3. For his part, Lord Sales allows the appeal but notes his view that the rule in Prudential should not preclude recovery by a shareholder where, as a matter of fact, the shareholder’s loss was different to the loss suffered by the company, saying at [118]

“…in my opinion the Court of Appeal in Prudential did not lay down a rule of law that a shareholder with a claim against a third party defendant in parallel with, and reflective of, a claim by the company against the same defendant simply had to be deemed to suffer no different loss of his own which he could recover, whatever the true position on the facts. It did not purport to do so. Rather, the court set out reasoning why it thought the shareholder in such a case in fact suffered no loss”.

  1. Lord Sales then explains why that portion of the reasoning in Prudential cannot be supported in his view, as Prudential conflated the rationale for the rule in Foss v Harbottle (at [1982] Ch 204, [223H-224A]) and the rationale for the reflective loss principle, whilst assuming that a personal action would subvert the rule in Foss v Harbottle and leaving open the possibility of the law conferring additional rights on shareholders [142].  Lord Sales points out that a shareholder might have a personal cause of action based on intentional infliction of harm by unlawful means that depends on the shareholder establishing facts that are not relevant to the company’s cause of action [142].
  2. Lord Sales’ conclusion is that a shareholder should not be prevented from pursuing a valid separate and personal cause of action, but that double recovery (which can be prevented using other means) should not be permitted [149-155]. 
  3. At [194], Lord Sales also says that Johnson should not be followed in so far as it endorsed debarring shareholders from recovery of personal loss different to loss suffered by the company.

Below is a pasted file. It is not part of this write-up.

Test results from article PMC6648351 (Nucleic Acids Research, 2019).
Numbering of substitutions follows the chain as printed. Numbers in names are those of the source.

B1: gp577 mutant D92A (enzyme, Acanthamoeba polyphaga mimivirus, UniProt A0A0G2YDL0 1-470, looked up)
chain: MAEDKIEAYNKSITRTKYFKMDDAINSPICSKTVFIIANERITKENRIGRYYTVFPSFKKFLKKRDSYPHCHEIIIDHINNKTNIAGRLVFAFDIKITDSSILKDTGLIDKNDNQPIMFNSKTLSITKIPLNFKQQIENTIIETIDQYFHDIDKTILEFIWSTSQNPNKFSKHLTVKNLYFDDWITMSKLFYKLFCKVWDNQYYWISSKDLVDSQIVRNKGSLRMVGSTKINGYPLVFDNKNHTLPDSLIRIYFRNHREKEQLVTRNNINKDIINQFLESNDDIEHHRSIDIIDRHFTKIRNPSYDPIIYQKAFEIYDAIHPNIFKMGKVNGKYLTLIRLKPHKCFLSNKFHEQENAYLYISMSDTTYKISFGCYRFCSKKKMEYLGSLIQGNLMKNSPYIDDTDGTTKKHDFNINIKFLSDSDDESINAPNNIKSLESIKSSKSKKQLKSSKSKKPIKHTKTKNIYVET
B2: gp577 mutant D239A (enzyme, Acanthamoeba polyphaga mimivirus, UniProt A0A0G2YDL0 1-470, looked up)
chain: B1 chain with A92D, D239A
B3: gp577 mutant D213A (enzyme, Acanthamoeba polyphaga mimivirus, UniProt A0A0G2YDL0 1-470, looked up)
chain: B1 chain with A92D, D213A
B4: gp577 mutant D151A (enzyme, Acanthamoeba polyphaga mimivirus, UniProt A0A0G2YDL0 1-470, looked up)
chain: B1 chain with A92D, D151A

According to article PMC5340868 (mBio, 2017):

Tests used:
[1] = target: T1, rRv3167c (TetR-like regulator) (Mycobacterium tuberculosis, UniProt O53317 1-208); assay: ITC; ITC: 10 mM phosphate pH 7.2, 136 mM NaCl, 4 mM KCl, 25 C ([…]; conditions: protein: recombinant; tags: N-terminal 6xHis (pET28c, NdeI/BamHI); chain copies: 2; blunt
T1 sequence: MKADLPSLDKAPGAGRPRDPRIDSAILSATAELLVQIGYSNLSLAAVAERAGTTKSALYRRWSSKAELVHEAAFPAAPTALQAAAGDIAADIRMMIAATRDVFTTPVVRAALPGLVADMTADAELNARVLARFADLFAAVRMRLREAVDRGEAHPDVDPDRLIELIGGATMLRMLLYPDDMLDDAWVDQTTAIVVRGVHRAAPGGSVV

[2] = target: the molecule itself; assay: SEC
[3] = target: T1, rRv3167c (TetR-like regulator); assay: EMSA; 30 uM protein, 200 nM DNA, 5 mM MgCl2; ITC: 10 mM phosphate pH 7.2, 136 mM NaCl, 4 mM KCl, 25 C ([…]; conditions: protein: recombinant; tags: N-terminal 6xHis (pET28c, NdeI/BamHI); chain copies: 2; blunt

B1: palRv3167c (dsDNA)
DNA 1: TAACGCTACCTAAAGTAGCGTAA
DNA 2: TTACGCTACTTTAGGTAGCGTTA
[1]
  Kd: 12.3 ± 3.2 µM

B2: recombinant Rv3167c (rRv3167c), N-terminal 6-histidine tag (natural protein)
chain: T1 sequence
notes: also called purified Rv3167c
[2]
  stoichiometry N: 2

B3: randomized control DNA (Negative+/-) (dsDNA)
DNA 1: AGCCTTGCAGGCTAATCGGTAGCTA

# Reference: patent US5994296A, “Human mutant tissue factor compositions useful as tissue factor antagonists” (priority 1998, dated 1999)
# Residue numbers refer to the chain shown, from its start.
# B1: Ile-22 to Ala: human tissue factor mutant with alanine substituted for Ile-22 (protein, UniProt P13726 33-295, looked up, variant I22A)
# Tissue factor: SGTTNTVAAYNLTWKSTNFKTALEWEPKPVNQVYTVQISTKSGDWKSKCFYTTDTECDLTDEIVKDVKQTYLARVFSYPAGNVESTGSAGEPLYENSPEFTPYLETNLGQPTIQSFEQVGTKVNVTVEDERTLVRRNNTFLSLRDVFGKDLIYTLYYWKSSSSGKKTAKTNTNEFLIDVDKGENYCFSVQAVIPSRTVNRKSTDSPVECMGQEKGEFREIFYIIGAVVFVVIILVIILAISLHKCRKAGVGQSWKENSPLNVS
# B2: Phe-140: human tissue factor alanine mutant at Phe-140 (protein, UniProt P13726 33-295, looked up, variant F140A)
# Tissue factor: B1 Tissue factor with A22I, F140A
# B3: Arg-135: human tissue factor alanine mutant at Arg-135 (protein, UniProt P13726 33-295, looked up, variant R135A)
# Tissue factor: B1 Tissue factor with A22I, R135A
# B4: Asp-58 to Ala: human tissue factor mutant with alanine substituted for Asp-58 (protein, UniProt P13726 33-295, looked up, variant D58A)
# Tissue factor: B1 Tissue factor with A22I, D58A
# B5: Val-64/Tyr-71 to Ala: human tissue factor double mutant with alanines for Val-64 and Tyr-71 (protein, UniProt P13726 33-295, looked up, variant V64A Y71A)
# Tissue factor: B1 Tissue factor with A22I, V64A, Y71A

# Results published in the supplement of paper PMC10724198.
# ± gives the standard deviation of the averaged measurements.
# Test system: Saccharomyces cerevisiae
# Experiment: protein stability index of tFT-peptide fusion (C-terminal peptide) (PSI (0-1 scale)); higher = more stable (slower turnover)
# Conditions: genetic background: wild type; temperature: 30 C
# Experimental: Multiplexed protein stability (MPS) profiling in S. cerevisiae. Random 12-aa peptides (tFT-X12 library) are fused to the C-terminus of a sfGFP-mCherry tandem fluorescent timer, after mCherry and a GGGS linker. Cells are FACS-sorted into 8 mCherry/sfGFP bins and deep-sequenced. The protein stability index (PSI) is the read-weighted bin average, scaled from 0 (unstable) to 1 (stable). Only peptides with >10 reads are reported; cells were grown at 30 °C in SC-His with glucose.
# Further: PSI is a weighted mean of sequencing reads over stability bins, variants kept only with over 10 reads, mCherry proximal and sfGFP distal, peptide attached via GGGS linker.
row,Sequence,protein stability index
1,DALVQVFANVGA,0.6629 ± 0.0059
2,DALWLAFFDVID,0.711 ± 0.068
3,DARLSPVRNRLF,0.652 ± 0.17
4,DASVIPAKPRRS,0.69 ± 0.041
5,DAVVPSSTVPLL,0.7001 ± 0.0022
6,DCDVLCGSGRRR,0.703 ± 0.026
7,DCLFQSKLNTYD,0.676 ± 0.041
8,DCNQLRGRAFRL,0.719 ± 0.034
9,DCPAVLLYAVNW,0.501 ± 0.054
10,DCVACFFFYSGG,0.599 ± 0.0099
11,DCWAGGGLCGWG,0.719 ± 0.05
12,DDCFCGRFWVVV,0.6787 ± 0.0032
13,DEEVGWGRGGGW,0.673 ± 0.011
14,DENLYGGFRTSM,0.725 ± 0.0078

DISCUSSION
  1. As noted above, it seems likely that a significant effect of Sevilleja will be that creditors who are not shareholders will no longer be hampered in bringing claims against company directors alongside claims against the company. This is important as, in some circumstances, bringing a claim against a company director directly may be a more straightforward (and cheaper) course of action than other options. This likely to be particularly so in the case of insolvent companies, where persuading a liquidator to pursue a claim against a director might prove difficult.
  2. Given the uncertain economic outlook, increased company insolvencies seem likely; a proportion of these insolvencies will almost certainly be caused (or said to be caused) by the wrongdoing of company directors and, as recovery from such insolvent companies by creditors may be unlikely, this may in turn make company directors attractive targets for claims.
  3. Against this backdrop and considering the Supreme Court’s decision in Sevilleja, it would seem to continue to be prudent for potential claimants to carefully consider whether the company has a valid cause of action or not against a wrongdoing director and to consider other options (including applications for injunctive relief and specific performance and the possibility of derivative action).
  4. Defendants will, naturally, be well advised to continue to assess whether or not claims against them are barred by the rule insofar as it has been clarified by Sevilleja
  5. Of relevance to potential claimants and potential defendants: As also noted above, in his decision Lord Sales outlined how in his view (with which Lady Hale and Lord Lloyd-Jones agreed) a shareholder’s recovery should not be precluded if, as a matter of fact, the shareholder’s loss was different to the company’s loss [117-118]. This may mean that summary determination of shareholder claims against directors based on the rule against reflective loss will not be appropriate in all cases.
  6. In conclusion, it seems to us that, whilst the majority decision in Sevilleja has provided clarity, the will o’ the wisp may not have been entirely dispelled.

Sean Brannigan QC

Quentin Tannock